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The Ibero-American organization announced that it will have observers at the elections in Bolivia and Ecuador, as well as at the next constituent plebiscite in Chile.
The Puebla Group announced on Thursday the creation of its own Electoral Observatory, which will be in place during the upcoming presidential elections in Bolivia and Ecuador, as well as in the Chilean constitutional plebiscite, all to be held in 2020.
"There is a common denominator in these countries, they are run by the right-wing, where there is a strong conflict, deep repression and where democracy is in danger," pointed out the president of the Chilean Progressive Party and member of the Group, Camilo Lagos. The latter will be in charge of that process in his country.
The initiative was launched in the online program Dialogues of Change with Puebla Group (Dialogos de Cambio con el Grupo de Puebla), a cycle that the alliance has been developing for months. On this occasion participated former Ecuador's Foreign Minister Guillaume Long, Bolivia's Senator Adriana Salvatierra, Brazil's attorney, Carol Proner, and Paraguay's Senator Esperanza Martinez.
According to Long, in these difficult times for Latin America, it is essential to pay close attention to the electoral issue, not only to the polling day but also to the campaign, the political rights of voters and all candidates. He pointed out that in six months will be elections in Ecuador. Still, there is already an ongoing process of political persecution, of partisan outlawing.
�� Grupo de Puebla anunció la creación de su Observatorio Electoral para los comicios electorales en Bolivia, Chile y Ecuador.https://t.co/bVUG8IMKcy
"The Puebla Group announced the creation of its Electoral Observatory for the elections in Bolivia, Chile, and Ecuador."
For her side, Senator Salvaterra explained that Bolivia is currently experiencing a communication war, where communication devices and political leaders were building a dictatorship scenario.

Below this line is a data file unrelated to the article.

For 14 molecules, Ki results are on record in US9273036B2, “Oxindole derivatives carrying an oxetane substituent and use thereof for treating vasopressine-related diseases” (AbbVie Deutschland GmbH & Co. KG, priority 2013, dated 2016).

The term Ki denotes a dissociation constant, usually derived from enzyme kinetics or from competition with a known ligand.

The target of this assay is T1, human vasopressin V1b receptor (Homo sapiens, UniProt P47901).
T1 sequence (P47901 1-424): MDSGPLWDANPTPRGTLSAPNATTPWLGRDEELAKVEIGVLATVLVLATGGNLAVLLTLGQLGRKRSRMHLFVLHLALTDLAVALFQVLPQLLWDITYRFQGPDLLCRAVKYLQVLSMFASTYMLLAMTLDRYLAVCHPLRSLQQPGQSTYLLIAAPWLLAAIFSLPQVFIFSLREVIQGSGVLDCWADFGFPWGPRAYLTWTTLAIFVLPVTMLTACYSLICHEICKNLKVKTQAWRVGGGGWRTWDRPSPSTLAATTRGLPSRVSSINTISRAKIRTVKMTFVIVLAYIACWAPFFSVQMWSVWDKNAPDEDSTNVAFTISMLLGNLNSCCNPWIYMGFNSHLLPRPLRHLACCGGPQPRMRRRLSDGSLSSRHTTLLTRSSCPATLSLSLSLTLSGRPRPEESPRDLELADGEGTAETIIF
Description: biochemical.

Bolivia's senator recalled the persecution of political leaders of progressive projects in Latin America like Rafael, Cristina, Lula, or Evo Morales. Still, she warned that nowadays, a legal war is used to close the democratic path for the people and social organizations.
Meanwhile, Brazilian jurist Carol Proner, a member of the Latin American Council for Justice and Democracy, warned about the new processes of institutional breakdowns: parliamentary, media, and judicial coups.
Likewise, Esperanza Martinez, in charge of the parliamentary group of the Puebla Group and senator from Paraguay, deemed it essential to monitor the electoral processes and, above all, the democratic institutions.
Martinez stressed the need to keep up the fight by considering the guarantees of rights for all citizens and not only in the framework of segregation and selective persecution.
Bolivia's Legislative branch Thursday processed a law so that October 18 be the deadline for holding presidential elections. Ecuador's presidential elections are scheduled for February 7, 2021, while Chile's constitutional referendum will take place on October 25.